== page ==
By using a third party to manage infrastructure, there is actually the potential for much greater security around “inside” security problems, whether they are hacks or errors. This helps to create a more defined, logical separation of duties that will effectively limit insiders’ access, thus resulting in less internal human errors and, ultimately, better protection of corporate data than if the company hosted the data in-house.
Do Your Homework
Before jumping on board with a service provider though, due diligence is always a best practice. Businesses need to conduct a thorough evaluation of the provider’s credentials, capabilities and track record of security incidents to ensure that it is the right provider for the job.
Organizations can start by asking a series of questions, such as if the provider has compliance and security certifications and, what’s more, if they have those certifications for all of the geographies your business plans to operate in.
Businesses should also ask how exactly the provider will protect their data, whether that provider has an understanding of local data privacy laws and, finally, if that provider has ever suffered a data breach of their own. Doing the background work to understand the provider beforehand, will help a business ensure peace of mind in the long run.
In addition to assessing outside providers and partners, it’s also key for a business to do a self-assessment of its own applications and decide which are suitable for cloud environments. The cloud is not necessarily a one-size-fits-all solution and some applications are best suited for the public cloud, while others are a better fit for private cloud.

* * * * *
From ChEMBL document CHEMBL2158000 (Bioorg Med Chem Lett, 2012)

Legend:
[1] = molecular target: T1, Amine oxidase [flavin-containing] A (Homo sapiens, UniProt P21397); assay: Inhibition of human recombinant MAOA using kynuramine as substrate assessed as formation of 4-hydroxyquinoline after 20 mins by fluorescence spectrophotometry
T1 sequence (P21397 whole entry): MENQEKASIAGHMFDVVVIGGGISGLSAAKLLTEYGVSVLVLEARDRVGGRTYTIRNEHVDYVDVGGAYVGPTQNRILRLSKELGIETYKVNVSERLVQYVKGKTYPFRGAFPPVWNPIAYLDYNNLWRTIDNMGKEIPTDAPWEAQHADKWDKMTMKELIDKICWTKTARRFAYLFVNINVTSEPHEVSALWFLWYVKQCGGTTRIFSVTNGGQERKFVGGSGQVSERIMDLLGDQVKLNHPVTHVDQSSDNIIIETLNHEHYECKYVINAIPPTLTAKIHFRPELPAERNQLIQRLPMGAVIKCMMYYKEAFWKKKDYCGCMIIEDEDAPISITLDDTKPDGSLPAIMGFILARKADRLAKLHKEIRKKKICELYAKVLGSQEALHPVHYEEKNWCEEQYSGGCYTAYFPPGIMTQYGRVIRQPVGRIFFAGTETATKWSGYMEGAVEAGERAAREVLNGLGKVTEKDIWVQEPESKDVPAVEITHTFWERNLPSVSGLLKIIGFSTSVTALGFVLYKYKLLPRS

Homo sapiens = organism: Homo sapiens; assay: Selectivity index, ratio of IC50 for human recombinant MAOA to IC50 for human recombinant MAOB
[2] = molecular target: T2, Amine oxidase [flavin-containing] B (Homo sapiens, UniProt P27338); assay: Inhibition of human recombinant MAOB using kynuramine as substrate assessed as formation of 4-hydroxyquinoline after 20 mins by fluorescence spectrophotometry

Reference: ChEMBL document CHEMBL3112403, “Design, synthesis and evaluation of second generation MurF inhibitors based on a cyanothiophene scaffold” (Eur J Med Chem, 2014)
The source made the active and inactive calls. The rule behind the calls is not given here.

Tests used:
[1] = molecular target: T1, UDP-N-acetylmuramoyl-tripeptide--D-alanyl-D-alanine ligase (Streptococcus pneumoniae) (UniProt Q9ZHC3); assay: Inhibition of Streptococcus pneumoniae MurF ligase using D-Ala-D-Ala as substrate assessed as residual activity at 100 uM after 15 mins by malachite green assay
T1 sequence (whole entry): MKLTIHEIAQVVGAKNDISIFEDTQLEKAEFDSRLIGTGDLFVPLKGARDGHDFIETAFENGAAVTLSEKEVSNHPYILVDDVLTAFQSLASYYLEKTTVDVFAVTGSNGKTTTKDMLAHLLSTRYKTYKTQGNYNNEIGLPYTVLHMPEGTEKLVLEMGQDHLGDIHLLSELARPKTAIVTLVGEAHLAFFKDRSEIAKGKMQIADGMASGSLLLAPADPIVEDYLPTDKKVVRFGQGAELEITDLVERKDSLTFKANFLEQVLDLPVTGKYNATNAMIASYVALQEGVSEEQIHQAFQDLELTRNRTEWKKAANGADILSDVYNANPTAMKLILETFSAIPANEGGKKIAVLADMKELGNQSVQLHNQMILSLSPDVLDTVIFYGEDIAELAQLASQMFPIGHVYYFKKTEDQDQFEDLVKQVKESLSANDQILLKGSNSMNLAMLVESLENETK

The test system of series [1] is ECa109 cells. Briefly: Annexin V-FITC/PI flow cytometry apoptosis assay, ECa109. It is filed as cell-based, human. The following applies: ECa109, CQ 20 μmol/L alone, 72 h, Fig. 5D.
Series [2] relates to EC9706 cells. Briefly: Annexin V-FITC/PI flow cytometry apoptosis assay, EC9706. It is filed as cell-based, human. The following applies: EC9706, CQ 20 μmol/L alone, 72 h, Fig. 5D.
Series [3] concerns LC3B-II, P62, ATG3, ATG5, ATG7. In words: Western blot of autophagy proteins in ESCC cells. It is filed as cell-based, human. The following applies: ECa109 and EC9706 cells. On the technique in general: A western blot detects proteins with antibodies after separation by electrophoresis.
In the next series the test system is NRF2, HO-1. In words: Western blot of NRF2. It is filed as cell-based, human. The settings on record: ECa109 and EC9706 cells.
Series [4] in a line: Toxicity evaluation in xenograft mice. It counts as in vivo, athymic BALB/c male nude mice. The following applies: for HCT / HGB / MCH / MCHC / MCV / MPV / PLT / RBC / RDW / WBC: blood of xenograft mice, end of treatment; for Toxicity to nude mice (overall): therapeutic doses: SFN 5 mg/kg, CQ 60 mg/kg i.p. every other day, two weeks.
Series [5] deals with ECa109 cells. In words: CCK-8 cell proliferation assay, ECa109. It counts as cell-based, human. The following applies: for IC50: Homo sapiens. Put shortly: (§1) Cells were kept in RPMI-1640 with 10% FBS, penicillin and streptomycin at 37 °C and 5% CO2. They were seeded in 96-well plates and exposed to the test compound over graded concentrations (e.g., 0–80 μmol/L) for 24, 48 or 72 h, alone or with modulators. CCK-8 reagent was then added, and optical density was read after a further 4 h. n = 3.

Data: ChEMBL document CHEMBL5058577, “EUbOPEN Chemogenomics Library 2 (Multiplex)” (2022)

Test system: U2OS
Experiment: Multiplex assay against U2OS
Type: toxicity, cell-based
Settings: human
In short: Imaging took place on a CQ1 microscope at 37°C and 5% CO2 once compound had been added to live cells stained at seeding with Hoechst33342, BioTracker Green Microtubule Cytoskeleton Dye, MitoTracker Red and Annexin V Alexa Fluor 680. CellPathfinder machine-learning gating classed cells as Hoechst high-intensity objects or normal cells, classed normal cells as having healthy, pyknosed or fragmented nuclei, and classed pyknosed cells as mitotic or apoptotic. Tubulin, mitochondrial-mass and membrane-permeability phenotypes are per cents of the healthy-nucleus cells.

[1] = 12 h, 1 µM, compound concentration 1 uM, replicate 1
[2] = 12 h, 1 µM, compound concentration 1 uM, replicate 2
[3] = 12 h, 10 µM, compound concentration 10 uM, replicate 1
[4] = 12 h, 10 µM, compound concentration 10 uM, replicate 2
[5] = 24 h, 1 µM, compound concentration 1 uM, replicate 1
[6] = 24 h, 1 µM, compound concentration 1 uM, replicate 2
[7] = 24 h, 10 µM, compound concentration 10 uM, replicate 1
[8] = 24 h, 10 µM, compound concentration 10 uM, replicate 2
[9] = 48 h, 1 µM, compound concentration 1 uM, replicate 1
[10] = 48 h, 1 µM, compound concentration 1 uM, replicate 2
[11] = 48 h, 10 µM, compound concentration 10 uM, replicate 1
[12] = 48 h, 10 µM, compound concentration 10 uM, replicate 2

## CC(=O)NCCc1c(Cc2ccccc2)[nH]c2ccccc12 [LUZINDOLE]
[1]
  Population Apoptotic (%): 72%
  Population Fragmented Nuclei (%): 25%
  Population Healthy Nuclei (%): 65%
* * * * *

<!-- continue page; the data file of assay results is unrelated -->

To help alleviate concerns around cloud security, businesses should start with the public data sets as targets to move to the cloud – whether that’s websites, marketing campaigns or blogs – as those typically encompass some of the less sensitive data. Next, it’s best to tackle the new applications, as businesses can plan to build them specifically for the cloud or look into potential cloud-based replacements that would be better served for those applications specifically.
Because of the sensitivity and often complex interdependencies around legacy applications, businesses should plan to keep them in place, at least initially, as this will help build confidence in the cloud with any internal stakeholders as the company gets to know its new cloud provider and IT staff become more experienced and comfortable using the cloud.
Complete Cloud Transformation
As businesses work to build confidence in the cloud, the advantages it brings will become clear and security concerns will fade to the background. Its agility and ease-of-use will start to outweigh any lingering doubts about security, and organizations will quickly be on their way to a successful – and secure – cloud transformation with the help of a trusted provider.